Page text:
There has been plenty of interest in React Suspense with many articles and experimental code snippets to test it out. I thought I would read more about it and give my understanding of why you might want to use it. Below is my summary after reading through the React docs about concurrent mode and Suspense.
Now that React context has become more established in the community we are seeing a lot of great usages of it. Reflecting on a previous post about Higher-order components (HOC) vs Render props, I rarely use HOC and now generally choose between Context or Render props. With the introduction of hooks and in particular useContext hook, React context is more accessible and has become a go-to approach to solving complex state management. However, there are other options to handle these cross-cutting concerns and so we should be clear on why we are using context. Let’s explore why and how to use React context.
I created LanceDarkly, a VS Code extension to help make it easy to manage LaunchDarkly toggles without leaving the editor. What are LaunchDarkly toggles? It’s a service which enables a way of remotely managing the visibility of app features. Toggles are especially handy for trunk-based development and continuous deployment practices by enabling engineers to build features without the end-user seeing it. When that feature is ready, the toggle can be switched on to make the feature visible for all. LaunchDarkly toggles have many other options including splitting traffic to provide a way to split test.
There is an issue with unit testing VS Code extensions. The vscode dependency - which is needed to utilise the editor’s features - will error when running unit tests. Essentially it is a third party dependency which is out of your control, so the best thing to do is to mock the API. I will be using Jest and will explain how to use its mocking features to handle the VS Code dependency.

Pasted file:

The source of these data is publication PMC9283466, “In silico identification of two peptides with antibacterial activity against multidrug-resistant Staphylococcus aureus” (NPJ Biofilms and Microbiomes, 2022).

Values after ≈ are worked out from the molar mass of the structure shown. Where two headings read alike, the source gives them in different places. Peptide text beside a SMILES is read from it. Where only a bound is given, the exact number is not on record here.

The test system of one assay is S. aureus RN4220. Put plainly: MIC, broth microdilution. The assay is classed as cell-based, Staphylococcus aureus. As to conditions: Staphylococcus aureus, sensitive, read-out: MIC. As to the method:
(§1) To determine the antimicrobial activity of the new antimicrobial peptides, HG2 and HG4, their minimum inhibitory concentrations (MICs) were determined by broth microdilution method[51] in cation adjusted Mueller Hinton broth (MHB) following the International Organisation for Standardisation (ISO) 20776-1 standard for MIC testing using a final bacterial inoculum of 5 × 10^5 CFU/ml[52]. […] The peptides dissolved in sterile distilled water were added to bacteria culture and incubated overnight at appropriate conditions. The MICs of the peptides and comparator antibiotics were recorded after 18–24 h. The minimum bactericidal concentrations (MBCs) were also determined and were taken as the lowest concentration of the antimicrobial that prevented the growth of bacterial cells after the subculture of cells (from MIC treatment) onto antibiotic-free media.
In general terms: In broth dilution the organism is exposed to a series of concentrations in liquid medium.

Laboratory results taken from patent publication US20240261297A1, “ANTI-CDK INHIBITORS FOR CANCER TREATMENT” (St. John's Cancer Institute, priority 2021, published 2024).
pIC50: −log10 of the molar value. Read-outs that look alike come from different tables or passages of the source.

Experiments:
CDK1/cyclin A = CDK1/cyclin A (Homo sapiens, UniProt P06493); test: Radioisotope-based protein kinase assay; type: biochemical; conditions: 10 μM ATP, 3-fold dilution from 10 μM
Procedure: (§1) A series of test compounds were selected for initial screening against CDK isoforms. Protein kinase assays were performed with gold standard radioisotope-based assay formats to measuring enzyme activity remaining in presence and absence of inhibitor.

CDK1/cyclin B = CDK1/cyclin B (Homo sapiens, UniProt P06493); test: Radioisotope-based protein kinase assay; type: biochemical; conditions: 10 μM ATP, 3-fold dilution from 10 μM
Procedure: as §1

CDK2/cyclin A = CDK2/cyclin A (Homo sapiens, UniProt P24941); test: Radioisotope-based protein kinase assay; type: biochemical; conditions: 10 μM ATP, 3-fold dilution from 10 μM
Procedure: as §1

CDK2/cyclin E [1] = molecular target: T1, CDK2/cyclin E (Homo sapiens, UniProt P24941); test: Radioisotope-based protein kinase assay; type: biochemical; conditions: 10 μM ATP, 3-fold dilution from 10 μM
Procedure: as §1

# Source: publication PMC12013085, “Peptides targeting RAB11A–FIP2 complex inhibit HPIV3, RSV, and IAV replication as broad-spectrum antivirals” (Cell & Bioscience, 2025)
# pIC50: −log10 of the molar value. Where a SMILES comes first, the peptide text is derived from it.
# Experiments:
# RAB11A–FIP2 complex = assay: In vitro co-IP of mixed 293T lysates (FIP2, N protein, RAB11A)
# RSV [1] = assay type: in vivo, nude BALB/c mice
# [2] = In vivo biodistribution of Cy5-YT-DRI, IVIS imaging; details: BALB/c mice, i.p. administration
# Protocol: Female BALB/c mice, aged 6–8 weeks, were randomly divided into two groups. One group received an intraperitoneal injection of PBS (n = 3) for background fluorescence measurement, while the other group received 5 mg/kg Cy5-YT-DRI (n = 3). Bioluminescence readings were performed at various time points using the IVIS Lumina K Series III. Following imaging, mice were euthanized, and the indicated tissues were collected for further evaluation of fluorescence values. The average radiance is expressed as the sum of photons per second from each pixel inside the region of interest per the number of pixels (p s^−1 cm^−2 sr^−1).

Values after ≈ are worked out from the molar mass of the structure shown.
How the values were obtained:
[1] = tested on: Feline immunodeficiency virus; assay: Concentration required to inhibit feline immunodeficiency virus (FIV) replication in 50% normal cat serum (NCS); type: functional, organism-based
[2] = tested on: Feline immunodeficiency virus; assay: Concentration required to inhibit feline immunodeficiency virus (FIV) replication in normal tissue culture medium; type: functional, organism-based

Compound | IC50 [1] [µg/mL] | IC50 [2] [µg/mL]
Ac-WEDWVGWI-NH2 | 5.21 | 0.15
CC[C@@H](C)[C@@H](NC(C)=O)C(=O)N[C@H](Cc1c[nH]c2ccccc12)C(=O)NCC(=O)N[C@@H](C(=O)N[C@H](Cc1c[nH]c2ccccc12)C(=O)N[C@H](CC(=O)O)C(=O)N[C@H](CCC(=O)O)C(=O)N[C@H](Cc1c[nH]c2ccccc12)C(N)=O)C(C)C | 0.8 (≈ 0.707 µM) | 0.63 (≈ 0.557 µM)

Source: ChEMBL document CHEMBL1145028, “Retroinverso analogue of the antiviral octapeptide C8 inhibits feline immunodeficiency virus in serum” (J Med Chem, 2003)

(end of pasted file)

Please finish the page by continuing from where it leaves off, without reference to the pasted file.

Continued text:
This won’t be a deep dive into unit testing React components but I will present some options for mocking external services. This is seen as good practice at the unit test level, as we don’t want these tests dependant on an external API which will slow the feedback down and make the test fragile. Mocking is typically used quite loosely and there are plenty of nuances when we throw spies and stubs in the mix. However, they do have a particular meaning and they are all placed under the generic term of Test Double as described by Martin Fowler.
In the previous article I talked about security concerns around storing tokens in localStorage. I thought it would be worth exploring how to use HttpOnly cookies when making requests from a React client-side app. This will include making changes to the Apollo Graphql Server to manage cookies from the client. In this post I will go through the changes needed to enable storing JWTs in HttpOnly cookies from sending headers.
This is the continuation of JWT for authentication using Apollo Graphql server and will show an example of how to send JWTs for each request from the client to the GraphQL server, and how to handle updated tokens when a user returns for a new session in the client.
This tutorial will focus on the key features needed to send and receive tokens, meaning there is no complete example output to try at the end. The aim is to help you integrate authentication into your own app.
This post will cover managing complex state at a feature level rather than the entire site. React hooks have enabled developers to have cleaner functional components which help to rationalise our component logic with ease.
Take useState hook, it’s one line of code that can be used to manage the state of a component rather than having to create a class component with the addition of boiler code. This is great because we are keeping simple things clear!
However, there are features that are inherently complex as they could have many nested child components and need to alter the state.
What options are there to manage this complexity in React?
Typically ‘speed of delivery’ is a key measure for an Agile software engineering team. However, sometimes you notice a pattern of weeks ending with high or low points, and this affects the predictability of your delivery. So how can you make delivery more consistent?
This post will focus more on pace of delivery and around team processes, rather than tooling to reduce overheads, like automation. The reason you want to achieve predictable delivery, is so that your team can confidently estimate what can be done in a sprint. This can also help product and business estimate how long a feature could take to deliver.